Every constant mapping equal to a negative number satisfies the converse to the second inequality of (15) and is both Jensen convex and Jensen concave. More generally, every real mapping with nonpositive values is submultiplicative. Therefore, to show that there are nonconstant solutions one can take any nonpositive convex mapping (e.g., f(x)=-exp(x) for x∈R).

In our next result we apply Theorem 1 to determine all Jensen concave and supermultiplicative operators T:C(X)→C(Y), where X and Y are compact Hausdorff spaces. Symbols C(X) and C(Y) denote the spaces of all real continuous functions defined on X or Y, respectively. These spaces are furnished with standard algebraic operations, pointwise partial order, and the supremum norm.

Theorem 5.

Assume that X and Y are compact Hausdorff spaces and let T:C(X)→C(Y) be an arbitrary mapping. Then T is a Jensen concave and supermultiplicative operator if and only if there exist a clopen (i.e., closed and open) set B⊆Y, function φ:Y→X, and continuous function c:Y→[0,1] such that φ is continuous on B and
(16)T(f)(x)=(f∘φ)(x),x∈B,c(x),x∈X∖B
for every f∈C(X).

Proof.

The “if” condition is straightforward to check. Therefore, we will prove the “only if” condition.

Denote
(17)A={x∈Y:T(0)(x)≠0},B0=X∖A={x∈Y:T(0)(x)=0}.
For a fixed x∈Y define a map ϕ:C(X)→R by the formula
(18)ϕ(f)=T(f)(x),f∈C(X).
It is clear that ϕ is a Jensen concave and supermultiplicative functional. Therefore, we can utilize Theorem 1. If x∈A, then ϕ is constant. If ϕ is constant, say ϕ(f)=c for all f∈C(X), then we have 0<c≤1. Note that the constant c may depend upon x∈A. Therefore, there exists a function c0:A→(0,1] such that T(f)A=c0 with every f∈C(X). Let us put c=T(0). Note that c and c0 agree on A and moreover T(02)≥T(0)2≥T(0), so c≥0 and c(x)=0 for x∈B0.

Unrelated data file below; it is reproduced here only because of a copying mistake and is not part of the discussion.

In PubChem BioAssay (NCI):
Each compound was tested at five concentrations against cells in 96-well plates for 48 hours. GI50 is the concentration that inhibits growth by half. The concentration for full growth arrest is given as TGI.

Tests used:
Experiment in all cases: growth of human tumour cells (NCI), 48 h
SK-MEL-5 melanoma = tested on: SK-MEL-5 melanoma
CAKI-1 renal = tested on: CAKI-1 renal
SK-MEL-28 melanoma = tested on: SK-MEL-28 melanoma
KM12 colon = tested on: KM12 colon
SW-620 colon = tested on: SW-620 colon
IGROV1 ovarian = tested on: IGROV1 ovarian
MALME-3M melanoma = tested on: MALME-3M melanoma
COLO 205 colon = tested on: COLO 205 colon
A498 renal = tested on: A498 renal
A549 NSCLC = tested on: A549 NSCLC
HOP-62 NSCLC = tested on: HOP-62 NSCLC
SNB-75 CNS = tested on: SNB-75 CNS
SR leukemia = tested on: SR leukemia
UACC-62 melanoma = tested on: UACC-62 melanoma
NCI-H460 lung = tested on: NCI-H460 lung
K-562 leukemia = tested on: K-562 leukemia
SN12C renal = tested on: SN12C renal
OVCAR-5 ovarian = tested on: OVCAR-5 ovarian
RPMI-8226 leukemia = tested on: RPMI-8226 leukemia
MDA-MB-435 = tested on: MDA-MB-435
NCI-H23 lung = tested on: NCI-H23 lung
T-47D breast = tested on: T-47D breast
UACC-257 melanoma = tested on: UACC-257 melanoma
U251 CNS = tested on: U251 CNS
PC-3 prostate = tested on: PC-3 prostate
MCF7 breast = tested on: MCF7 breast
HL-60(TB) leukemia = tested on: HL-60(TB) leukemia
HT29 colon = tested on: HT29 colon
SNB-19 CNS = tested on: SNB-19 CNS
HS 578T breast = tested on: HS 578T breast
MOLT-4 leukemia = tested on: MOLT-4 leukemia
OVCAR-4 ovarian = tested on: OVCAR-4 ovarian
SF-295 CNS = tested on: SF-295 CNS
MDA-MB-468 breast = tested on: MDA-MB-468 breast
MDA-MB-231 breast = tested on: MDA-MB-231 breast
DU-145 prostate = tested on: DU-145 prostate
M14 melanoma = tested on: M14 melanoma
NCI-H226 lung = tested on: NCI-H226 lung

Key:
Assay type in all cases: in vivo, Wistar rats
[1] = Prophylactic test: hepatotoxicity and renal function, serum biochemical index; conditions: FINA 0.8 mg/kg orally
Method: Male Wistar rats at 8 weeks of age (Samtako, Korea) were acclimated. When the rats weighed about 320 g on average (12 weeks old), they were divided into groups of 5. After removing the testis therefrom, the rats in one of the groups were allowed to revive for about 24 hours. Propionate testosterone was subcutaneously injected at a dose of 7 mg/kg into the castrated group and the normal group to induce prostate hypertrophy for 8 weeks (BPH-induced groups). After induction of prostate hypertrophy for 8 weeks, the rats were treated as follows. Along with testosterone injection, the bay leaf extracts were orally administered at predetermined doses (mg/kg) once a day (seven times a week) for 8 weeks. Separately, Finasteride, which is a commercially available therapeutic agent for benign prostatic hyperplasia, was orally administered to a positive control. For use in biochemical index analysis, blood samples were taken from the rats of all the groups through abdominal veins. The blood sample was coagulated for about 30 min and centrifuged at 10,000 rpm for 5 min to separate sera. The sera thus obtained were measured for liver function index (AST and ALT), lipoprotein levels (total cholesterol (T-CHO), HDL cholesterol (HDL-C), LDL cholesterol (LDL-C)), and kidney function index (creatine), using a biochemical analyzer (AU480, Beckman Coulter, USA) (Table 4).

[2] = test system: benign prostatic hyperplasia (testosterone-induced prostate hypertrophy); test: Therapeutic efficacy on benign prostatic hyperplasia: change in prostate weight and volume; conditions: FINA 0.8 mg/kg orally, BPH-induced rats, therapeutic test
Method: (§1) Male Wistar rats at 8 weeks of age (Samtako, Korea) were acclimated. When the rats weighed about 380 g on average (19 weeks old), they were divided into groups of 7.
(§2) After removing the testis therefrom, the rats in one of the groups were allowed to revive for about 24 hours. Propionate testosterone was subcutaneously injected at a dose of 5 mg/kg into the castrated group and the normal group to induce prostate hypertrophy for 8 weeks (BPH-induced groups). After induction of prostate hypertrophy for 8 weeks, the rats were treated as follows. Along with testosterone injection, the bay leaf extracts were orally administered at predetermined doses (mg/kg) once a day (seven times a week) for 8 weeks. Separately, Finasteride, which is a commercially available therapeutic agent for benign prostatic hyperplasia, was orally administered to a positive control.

Now, fix some x∈B0 and consider the function ϕ:C(X)→R defined by formula (18) above. By Theorem 1 we get that ϕ is a linear and multiplicative functional of the space C(X). Therefore, either ϕ≡0 or there exists some (unique) point x0∈X (depending upon the choice of x∈Y) such that
(19)ϕ(f)=f(x0),f∈C(X).
Let B⊆B0 be the set on which the second case holds and denote φ(x)=x0 for x∈B. Note that the case ϕ≡0 is covered in the assertion of our theorem, since c(x)=0 for x∈B0. Therefore, formula (16) is fully proved.

We will show that B is a clopen set. Let fd∈C(X) be any constant mapping equal to some d. Since T(fd) is a continuous mapping, according to formula (16), for every d∈R the following functions are continuous for every d∈R:
(20)T(fd)(x)=d,x∈B,c(x),x∈X∖B.
Observe that the characteristic map of the set B can be written as χB=T(f2)-T(f1). Consequently, χB is continuous, because T(f1) and T(f2) are continuous. From this we get that B is a clopen set.

To finish the proof we need to show that φ is continuous on B. Note that φ is not involved in the assertion of the theorem outside the set B. And the continuity of φ on B follows from the equality T(f)=f∘φ on B and from the Urysohn’s lemma, which implies that elements of C(X) separate points of X.

If we assume additionally that the space X is connected, then the form of operators in question can be specified further.

Corollary 6.

Under assumptions of Theorem 5, if additionally the space Y is connected, then T is a Jensen concave and supermultiplicative operator if and only if either there exists a continuous function φ:Y→X such that
(21)T(f)=f∘φ,f∈C(X),
or there exists a continuous function c:Y→[0,1] such that
(22)T(f)=c,f∈C(X).

Conflict of Interests

The author declares that there is no conflict of interests regarding the publication of this paper.

ChenJ. X.ChenZ. L.On supra-additive and supra-multiplicative mapsDhombresJ.Sur les fonctions simultanément suradditives et surmultiplicativesErcanZ.A remark on supra-additive and supra-multiplicative operators on C(X)GusicI.A note on certain maps between ordered fieldsRadulescuM.On a supra-additive and supra-multiplicative operator of C(X)VolkmannP.Sur un système d'équations fonctionnellesVolkmannP.Sur les fonctions simultanément suradditives et surmultiplicatives